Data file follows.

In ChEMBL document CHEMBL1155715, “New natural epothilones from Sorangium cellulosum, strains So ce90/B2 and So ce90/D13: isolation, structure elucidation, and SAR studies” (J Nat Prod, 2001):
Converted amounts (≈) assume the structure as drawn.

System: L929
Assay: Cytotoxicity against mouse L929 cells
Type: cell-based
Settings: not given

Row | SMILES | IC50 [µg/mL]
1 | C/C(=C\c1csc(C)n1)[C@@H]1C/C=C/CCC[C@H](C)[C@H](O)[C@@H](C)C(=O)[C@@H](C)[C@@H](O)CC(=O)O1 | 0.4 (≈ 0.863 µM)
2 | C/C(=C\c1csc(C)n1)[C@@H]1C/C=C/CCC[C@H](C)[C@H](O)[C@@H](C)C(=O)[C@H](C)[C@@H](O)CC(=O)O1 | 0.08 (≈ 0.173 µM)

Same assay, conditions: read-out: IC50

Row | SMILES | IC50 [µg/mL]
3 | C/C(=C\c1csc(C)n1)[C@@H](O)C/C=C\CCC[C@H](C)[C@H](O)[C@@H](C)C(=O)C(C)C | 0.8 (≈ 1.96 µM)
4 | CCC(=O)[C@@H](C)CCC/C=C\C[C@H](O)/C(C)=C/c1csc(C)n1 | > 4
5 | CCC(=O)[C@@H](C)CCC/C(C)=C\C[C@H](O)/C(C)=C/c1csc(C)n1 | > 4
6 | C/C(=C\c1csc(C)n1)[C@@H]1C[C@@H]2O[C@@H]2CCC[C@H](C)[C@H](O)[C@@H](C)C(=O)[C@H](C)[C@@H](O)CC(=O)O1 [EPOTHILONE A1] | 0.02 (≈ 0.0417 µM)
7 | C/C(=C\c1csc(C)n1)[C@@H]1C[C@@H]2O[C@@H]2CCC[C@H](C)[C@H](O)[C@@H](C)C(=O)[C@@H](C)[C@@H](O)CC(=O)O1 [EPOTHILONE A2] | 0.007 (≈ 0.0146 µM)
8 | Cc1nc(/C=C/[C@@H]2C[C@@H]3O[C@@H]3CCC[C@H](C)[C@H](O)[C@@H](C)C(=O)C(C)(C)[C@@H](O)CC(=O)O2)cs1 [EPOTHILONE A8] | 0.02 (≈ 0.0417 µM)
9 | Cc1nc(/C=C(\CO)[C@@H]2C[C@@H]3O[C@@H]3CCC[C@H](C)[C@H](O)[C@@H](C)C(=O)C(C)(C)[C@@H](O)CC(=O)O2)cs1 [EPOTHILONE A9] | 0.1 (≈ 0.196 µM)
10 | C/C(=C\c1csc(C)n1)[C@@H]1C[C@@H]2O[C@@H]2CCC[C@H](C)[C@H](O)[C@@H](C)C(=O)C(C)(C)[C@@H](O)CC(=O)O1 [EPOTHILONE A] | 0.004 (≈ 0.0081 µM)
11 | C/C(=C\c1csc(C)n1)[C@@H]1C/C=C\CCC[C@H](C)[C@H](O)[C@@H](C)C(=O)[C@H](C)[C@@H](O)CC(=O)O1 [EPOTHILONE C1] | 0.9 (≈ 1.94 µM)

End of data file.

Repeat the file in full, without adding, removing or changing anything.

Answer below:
In ChEMBL document CHEMBL1155715, “New natural epothilones from Sorangium cellulosum, strains So ce90/B2 and So ce90/D13: isolation, structure elucidation, and SAR studies” (J Nat Prod, 2001):
Converted amounts (≈) assume the structure as drawn.

System: L929
Assay: Cytotoxicity against mouse L929 cells
Type: cell-based
Settings: not given

Row | SMILES | IC50 [µg/mL]
1 | C/C(=C\c1csc(C)n1)[C@@H]1C/C=C/CCC[C@H](C)[C@H](O)[C@@H](C)C(=O)[C@@H](C)[C@@H](O)CC(=O)O1 | 0.4 (≈ 0.863 µM)
2 | C/C(=C\c1csc(C)n1)[C@@H]1C/C=C/CCC[C@H](C)[C@H](O)[C@@H](C)C(=O)[C@H](C)[C@@H](O)CC(=O)O1 | 0.08 (≈ 0.173 µM)

Same assay, conditions: read-out: IC50

Row | SMILES | IC50 [µg/mL]
3 | C/C(=C\c1csc(C)n1)[C@@H](O)C/C=C\CCC[C@H](C)[C@H](O)[C@@H](C)C(=O)C(C)C | 0.8 (≈ 1.96 µM)
4 | CCC(=O)[C@@H](C)CCC/C=C\C[C@H](O)/C(C)=C/c1csc(C)n1 | > 4
5 | CCC(=O)[C@@H](C)CCC/C(C)=C\C[C@H](O)/C(C)=C/c1csc(C)n1 | > 4
6 | C/C(=C\c1csc(C)n1)[C@@H]1C[C@@H]2O[C@@H]2CCC[C@H](C)[C@H](O)[C@@H](C)C(=O)[C@H](C)[C@@H](O)CC(=O)O1 [EPOTHILONE A1] | 0.02 (≈ 0.0417 µM)
7 | C/C(=C\c1csc(C)n1)[C@@H]1C[C@@H]2O[C@@H]2CCC[C@H](C)[C@H](O)[C@@H](C)C(=O)[C@@H](C)[C@@H](O)CC(=O)O1 [EPOTHILONE A2] | 0.007 (≈ 0.0146 µM)
8 | Cc1nc(/C=C/[C@@H]2C[C@@H]3O[C@@H]3CCC[C@H](C)[C@H](O)[C@@H](C)C(=O)C(C)(C)[C@@H](O)CC(=O)O2)cs1 [EPOTHILONE A8] | 0.02 (≈ 0.0417 µM)
9 | Cc1nc(/C=C(\CO)[C@@H]2C[C@@H]3O[C@@H]3CCC[C@H](C)[C@H](O)[C@@H](C)C(=O)C(C)(C)[C@@H](O)CC(=O)O2)cs1 [EPOTHILONE A9] | 0.1 (≈ 0.196 µM)
10 | C/C(=C\c1csc(C)n1)[C@@H]1C[C@@H]2O[C@@H]2CCC[C@H](C)[C@H](O)[C@@H](C)C(=O)C(C)(C)[C@@H](O)CC(=O)O1 [EPOTHILONE A] | 0.004 (≈ 0.0081 µM)
11 | C/C(=C\c1csc(C)n1)[C@@H]1C/C=C\CCC[C@H](C)[C@H](O)[C@@H](C)C(=O)[C@H](C)[C@@H](O)CC(=O)O1 [EPOTHILONE C1] | 0.9 (≈ 1.94 µM)